Sir Hilary: Dismiss propaganda about slave trade

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Sir Hilary: Dismiss propaganda about slave trade

BY ALPHEA SAUNDERS
Senior staff reporters
saundersa@jamaicaobserver.com

Wednesday, August 05, 2020

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VICE chancellor of The University of the West Indies (UWI) Sir Hilary Beckles says those who have been disenfranchised by slavery and its legacies should dismiss the long-standing Western propaganda that African countries were complicit in the slave trade which saw Britain extracting wealth from the region for more than 300 years.

“Do not fall into the trap of the Western propaganda about your participation; you're victims of that history and cruel victims of that history, and you must stand your ground and say this is what the history shows. Most of us were victimised, our countries were ravaged... our civilization was damaged considerably and we need to participate in reparations from those who entered our shores and started this process,” Sir Hilary stated as he spoke on the topic 'Reparatory justice long overdue: Legacy to nationhood' at a virtual Rotary Club of St Andrew meeting yesterday.

He said the Caribbean Community (Caricom) is now waiting for the African Union to join Caribbean countries in the push for reparations from their former colonisers. “I believe that that will be the turning point,” he stated.

The distinguished academic said Caricom still awaits the support of West African countries to move to demand reparations from Britain. He noted that civil society movements in these countries, which were forced to collaborate with the instigators of slavery, have already expressed their full support, but that it is time for governments to step up.

Sir Hilary, a known global activist for social justice, argued that slavery was a crime that bears some comparisons to the international narcotics trade that could not have been carried out without cooperation from the very people who were being victimised.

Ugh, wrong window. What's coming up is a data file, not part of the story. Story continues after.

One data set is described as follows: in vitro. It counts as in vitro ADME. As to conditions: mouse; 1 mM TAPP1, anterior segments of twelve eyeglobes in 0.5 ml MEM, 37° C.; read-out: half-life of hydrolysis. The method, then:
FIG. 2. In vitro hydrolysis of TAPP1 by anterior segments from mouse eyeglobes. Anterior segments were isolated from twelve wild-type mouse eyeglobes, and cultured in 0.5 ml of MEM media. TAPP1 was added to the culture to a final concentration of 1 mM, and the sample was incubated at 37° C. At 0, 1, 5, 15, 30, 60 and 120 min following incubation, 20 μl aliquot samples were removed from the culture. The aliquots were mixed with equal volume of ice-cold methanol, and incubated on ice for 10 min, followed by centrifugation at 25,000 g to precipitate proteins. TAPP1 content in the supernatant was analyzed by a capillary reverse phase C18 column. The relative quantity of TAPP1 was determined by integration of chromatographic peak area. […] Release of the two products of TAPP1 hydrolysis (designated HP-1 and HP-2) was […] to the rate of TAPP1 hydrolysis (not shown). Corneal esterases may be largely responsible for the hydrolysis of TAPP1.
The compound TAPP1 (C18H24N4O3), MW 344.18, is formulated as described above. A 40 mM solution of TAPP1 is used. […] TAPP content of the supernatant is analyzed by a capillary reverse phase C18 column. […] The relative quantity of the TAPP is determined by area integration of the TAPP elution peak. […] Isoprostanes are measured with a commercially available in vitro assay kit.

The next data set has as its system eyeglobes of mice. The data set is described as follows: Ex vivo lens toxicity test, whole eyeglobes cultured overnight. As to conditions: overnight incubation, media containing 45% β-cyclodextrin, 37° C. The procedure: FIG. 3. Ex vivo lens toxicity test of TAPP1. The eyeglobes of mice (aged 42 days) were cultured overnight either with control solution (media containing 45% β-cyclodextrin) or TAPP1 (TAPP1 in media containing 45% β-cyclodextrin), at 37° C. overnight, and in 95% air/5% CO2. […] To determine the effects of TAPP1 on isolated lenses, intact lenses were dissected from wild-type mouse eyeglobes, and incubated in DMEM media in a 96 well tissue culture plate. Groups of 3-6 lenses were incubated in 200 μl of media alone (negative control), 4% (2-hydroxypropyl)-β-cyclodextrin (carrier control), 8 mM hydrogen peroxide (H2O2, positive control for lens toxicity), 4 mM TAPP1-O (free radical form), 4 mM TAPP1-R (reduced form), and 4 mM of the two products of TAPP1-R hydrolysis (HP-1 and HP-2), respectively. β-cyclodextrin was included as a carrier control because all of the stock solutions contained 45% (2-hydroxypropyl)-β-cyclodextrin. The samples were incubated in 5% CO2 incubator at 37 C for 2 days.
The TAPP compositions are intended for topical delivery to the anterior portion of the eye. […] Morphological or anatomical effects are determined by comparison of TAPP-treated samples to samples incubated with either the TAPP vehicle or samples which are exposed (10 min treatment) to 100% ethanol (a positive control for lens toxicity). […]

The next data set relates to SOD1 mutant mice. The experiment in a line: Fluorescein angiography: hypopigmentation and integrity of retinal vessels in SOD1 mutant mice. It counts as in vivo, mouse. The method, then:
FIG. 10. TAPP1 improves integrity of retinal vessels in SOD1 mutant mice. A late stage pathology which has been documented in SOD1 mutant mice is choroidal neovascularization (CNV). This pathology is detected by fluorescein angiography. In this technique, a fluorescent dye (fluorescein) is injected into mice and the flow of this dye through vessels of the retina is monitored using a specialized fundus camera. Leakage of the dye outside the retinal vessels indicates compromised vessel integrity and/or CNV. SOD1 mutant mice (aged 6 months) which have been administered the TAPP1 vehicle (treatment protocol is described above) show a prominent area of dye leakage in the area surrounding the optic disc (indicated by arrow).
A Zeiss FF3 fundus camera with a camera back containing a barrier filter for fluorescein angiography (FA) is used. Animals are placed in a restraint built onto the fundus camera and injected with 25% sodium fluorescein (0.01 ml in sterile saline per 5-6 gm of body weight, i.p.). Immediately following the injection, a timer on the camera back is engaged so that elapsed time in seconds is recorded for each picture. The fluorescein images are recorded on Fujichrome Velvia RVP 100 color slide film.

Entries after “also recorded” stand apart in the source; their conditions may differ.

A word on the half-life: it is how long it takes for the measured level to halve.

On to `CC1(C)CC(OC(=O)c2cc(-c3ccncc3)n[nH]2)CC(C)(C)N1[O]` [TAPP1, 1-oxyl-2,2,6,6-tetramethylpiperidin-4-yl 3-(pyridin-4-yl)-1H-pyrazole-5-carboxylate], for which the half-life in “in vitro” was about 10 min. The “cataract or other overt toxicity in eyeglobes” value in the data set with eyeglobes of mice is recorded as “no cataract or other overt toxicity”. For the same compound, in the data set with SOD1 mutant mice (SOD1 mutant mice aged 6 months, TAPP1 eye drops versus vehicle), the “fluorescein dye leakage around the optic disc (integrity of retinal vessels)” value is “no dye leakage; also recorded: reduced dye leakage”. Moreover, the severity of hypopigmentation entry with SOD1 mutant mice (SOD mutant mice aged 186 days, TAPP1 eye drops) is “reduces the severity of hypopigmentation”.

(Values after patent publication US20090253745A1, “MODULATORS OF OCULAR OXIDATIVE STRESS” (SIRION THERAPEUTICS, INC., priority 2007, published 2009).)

But he said there are understandable reasons for this collaboration as the collective backs of these countries were against the wall in the face of colonisers who could crush their nations and economies if they did not comply.

He said, too, that the slave trade was a process of terrorism. “It is impossible to commit an international crime without a local collaborator, and yes, when the Europeans arrived with their large corporations and their huge armies and their incredible capacities, they used some African states to help them and deals were made such as, 'You cannot take my people, but I will allow you passage through my country with those you have captured, to the coast.' A deal would be, that 'I would help you to recruit some local people in a country next door on the condition that you don't take my own people'. So all kinds of deals were being made, because those African governments were in a very difficult situation, they could not win. Any African country that confronted the slave traders the corporation would destroy and remove them,” he explained.

“The important thing now is for the governments to come on-board. We are convinced that when West African governments, one by one, establish a framework to demand reparations in support of Caricom, that it will change the paradigm completely,” he stated.

“We must discuss this issue: How much faster we would move into the future if Britain was to honour its debt? Reparations is about honouring a debt, reparations is not about handouts on a street corner,” he said, pointing to the 10-point reparations plan which calls for a number of development strategies. He said it is now time for Jamaica and other Caribbean countries to move to this second phase of independence by negotiating reparations in a sit-down with the former colonisers.

Sir Hilary also re-emphasised that Britain needs to clean up the mess it left behind, which has seen its former colonies mired in persistent poverty. He pointed to repeated and insulting rejection from Britain post-colonialism, when asked to make reparations to Jamaica and the region.

The Rotary Club of St Andrew presented The UWI vice chancellor with the Paul Harris Fellow Award at yesterday's meeting, for substantial contribution to humanitarian and educational programmes.


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